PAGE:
According to Webster, "to intend" means to stretch out for, to aim at. An intent is a purpose, object or aim.

"Communicate" means to exchange information, ideas or messages in any way, as by talk, gestures, writing, etc. It also means to have a sympathetic or meaningful relationship and to be connected.

Intentional Communication, then, means aiming at connecting in a sympathetic or meaningful way to exchange information, messages or ideas.

It struck me like a thunderbolt to discover that the root of the word "listen" comes from Middle English, and means, "to merge." But the modern definition, according to Webster's, is "to make a conscious effort to hear; to attend closely."

Again, our friend Webster: "Conscious" means: "having a feeling or knowledge of one's own sensations, feelings, etc., or of external things; knowing or feeling; aware; cognizant. 2) able to feel and think in the normal waking state; 3) aware of oneself as a thinking being; knowing what one is doing and why.

When we look at the definition of "to hear," we find "to perceive or sense sounds, especially through stimulation of auditory nerves in the ear by so8und waves."

So, intentional listening: Being aware of myself as a thinking being, aiming myself at "merging" by perceiving or sensing what another is saying.

I don't know about you, but given the brief exploration in the dictionary, I don't see a whole lot of intentional listening in the world.

What if you could create that experience of connection…of merging…with anyone? Any time? Under any circumstances? I have no idea if that is even possible…but I live life each day aiming myself at that possibility. And here's what I find out:

Stuff just gets in the way of listening. What stuff? Mostly being aware of my own internal sensations, rather than being aware of or having feelings for external things…like the other person.

Yeah, the sound waves stimulate my auditory nerves, resulting in something called "hearing," but listening? It's the most difficult thing a human can do.

My friends, we as a species are in very deep weeds when it comes to listening. Each of us is a "closed loop," consisting of our own unique history, experience, vocabulary and coding/decoding system.

But -- keep the faith. There are footprints out there in the wilderness, and I am committed not only to following them, but to taking you with me. Here's what every listener needs to know in order to merge -- to have that awareness or feeling for external things (the other person), to create that sympathetic and meaningful relationship. Consider these five "musts" as the handrails that keep you on track as you learn to master intentional listening.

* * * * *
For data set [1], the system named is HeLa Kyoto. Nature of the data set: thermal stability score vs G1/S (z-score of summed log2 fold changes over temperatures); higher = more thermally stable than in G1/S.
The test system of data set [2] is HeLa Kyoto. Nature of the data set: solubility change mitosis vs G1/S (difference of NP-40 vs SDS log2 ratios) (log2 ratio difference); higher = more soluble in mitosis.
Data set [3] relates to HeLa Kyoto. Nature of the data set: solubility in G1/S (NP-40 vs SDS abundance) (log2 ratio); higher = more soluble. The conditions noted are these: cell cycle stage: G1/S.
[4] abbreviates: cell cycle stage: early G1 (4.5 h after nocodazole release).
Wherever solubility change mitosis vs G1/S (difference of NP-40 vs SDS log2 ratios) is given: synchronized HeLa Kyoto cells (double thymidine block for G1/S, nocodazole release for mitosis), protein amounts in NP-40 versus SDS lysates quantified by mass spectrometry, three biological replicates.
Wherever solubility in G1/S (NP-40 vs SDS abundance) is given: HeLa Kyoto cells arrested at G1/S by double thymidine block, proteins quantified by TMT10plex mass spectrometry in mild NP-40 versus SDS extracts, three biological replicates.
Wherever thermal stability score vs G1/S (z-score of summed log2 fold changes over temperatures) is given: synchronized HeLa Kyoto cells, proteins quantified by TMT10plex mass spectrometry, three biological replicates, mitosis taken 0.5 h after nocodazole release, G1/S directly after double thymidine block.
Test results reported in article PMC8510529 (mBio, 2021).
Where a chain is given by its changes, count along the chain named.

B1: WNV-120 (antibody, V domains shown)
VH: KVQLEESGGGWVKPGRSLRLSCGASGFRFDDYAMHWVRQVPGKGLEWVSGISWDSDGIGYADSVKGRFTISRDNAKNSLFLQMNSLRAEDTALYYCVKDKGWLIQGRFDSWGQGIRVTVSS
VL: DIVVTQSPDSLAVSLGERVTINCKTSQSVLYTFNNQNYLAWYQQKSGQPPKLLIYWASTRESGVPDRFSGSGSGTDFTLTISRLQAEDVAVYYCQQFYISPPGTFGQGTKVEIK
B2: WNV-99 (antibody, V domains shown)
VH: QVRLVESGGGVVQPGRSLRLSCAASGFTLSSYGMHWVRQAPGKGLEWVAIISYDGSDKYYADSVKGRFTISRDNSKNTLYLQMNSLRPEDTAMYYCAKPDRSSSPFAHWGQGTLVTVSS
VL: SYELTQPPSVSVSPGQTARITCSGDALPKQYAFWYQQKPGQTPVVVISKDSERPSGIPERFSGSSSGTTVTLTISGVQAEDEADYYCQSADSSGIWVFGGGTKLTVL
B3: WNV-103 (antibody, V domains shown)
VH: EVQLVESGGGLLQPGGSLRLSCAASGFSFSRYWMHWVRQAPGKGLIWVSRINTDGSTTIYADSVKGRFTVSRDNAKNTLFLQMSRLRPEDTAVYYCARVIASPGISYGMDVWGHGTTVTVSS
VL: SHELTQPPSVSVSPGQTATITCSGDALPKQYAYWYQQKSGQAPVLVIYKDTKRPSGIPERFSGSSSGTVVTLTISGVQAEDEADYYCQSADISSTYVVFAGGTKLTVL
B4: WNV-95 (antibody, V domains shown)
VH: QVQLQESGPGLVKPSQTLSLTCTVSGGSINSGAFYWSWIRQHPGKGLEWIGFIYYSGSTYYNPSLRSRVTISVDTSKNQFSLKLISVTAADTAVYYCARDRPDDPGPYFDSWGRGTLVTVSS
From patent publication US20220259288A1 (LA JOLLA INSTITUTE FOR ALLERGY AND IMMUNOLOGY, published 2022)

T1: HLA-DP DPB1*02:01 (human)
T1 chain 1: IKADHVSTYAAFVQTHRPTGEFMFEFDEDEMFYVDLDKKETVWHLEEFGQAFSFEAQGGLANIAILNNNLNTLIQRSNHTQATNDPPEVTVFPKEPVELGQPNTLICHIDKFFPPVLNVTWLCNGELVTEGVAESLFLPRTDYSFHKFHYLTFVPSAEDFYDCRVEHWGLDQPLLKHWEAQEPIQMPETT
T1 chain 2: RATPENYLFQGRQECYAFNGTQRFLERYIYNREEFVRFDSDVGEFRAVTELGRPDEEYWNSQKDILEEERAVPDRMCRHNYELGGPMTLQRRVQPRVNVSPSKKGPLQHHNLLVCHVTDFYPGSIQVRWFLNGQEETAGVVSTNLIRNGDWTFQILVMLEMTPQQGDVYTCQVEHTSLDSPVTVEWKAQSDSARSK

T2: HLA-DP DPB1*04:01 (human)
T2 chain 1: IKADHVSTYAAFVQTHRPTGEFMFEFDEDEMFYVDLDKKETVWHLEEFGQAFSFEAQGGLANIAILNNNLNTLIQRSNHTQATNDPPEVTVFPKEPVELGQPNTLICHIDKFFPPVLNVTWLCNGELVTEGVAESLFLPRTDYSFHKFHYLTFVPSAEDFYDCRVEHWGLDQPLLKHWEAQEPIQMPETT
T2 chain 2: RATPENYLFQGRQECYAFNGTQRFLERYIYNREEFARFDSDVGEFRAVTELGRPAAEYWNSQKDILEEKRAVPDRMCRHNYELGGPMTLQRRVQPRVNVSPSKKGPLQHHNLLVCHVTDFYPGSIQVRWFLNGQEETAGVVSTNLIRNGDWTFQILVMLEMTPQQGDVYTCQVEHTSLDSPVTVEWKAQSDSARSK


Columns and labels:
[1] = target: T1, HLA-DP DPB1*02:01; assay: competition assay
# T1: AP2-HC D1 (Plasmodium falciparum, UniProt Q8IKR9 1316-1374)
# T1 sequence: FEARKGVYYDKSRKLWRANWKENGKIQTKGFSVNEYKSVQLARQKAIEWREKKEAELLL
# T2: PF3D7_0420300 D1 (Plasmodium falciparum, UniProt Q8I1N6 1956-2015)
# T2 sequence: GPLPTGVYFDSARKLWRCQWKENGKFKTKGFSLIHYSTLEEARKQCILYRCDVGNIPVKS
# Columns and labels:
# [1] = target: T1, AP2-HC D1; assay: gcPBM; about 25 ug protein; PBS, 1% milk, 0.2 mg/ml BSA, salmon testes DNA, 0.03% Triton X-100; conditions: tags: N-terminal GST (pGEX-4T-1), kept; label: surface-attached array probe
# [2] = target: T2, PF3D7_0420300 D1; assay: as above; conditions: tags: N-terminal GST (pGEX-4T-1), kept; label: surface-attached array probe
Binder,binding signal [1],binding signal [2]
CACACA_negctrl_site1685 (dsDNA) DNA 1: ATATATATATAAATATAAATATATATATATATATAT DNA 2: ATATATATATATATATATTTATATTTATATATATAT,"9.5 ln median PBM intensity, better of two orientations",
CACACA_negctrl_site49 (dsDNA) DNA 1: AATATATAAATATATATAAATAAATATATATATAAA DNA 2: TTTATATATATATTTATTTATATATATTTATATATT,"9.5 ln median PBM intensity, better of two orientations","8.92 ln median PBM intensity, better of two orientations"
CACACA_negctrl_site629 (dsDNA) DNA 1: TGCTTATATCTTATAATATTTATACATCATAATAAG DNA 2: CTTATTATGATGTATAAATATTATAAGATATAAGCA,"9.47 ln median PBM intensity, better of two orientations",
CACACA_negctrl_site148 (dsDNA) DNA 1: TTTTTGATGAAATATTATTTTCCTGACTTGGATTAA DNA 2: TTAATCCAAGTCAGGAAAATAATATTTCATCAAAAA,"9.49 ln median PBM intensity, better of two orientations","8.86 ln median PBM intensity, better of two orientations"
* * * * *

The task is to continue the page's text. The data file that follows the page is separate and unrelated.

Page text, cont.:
1. I must listen with a purpose.

What purpose, you ask? Well, how about adopting the purpose of connecting with the other person -- really finding out about their reality. I guarantee this is not always easy, nor is it always the first idea of purpose that pops into your head. Here's a little practice exercise to play with.

In your very next conversation, I'd like you to become aware of your internal monologue. Interrupt it, and ask yourself: "What's my purpose in listening right now?" Listen to what your internal voice says back. Don't be dismayed if the internal voice has some other, less than noble, purpose like: "My purpose right now is to get them to hurry up and stop talking," or "Right now, all I want is out of this conversation,?or "My only purpose in listening is so that I can show them how wrong they are when it's my turn."

Hey -- it's called the human condition. Forgive yourself, laugh at yourself, and just pretend that you want to connect in a meaningful way with the other person. I promise that if you pretend long enough…it becomes a habit, and the outcomes of this habit sure beat the alternative.

2. I must practice listening for understanding, rather than evaluation

We are all hopelessly hard-wired to evaluate. As creatures, we are subject to the same rules and conditions as all creatures -- and one of those rules is to evaluate the world in terms of its capacity to threaten our survival right now.

Unfortunately, that hard wiring has an inherent flaw. Most modern people like you and me are rarely faced with survival-threatening events. Yet, when somebody engaged in conversation with us expresses frustration, fear, anger, or merely a different opinion than we hold, we react as if a stampede of saber-toothed tigers is busy sharpening their claws in our direction.